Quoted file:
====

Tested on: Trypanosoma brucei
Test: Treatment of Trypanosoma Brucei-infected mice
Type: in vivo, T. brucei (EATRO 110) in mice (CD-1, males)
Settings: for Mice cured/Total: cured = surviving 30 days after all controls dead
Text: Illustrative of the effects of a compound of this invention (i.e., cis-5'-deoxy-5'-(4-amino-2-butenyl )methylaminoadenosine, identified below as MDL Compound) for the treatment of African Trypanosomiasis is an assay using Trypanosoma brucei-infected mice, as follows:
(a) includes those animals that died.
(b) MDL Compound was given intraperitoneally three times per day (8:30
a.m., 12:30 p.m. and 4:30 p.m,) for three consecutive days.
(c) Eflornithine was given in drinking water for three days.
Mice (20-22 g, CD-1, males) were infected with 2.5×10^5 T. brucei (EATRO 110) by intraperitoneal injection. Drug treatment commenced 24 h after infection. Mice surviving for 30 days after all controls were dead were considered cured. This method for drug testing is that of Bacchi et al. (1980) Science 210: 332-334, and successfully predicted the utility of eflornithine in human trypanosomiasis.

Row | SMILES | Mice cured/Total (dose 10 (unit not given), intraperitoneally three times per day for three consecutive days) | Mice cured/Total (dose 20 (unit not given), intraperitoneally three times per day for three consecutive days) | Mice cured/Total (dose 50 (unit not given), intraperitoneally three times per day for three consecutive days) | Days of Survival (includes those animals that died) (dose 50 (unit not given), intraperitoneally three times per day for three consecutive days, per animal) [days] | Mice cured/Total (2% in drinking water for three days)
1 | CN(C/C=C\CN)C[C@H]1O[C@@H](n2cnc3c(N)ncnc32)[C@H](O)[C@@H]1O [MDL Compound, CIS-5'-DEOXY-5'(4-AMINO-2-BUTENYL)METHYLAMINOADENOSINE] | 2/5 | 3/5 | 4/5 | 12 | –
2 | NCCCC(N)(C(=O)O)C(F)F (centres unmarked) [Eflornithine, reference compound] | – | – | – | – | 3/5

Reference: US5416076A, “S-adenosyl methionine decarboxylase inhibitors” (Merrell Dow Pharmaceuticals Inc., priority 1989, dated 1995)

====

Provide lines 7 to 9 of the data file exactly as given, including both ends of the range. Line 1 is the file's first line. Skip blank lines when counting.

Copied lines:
(b) MDL Compound was given intraperitoneally three times per day (8:30
a.m., 12:30 p.m. and 4:30 p.m,) for three consecutive days.
(c) Eflornithine was given in drinking water for three days.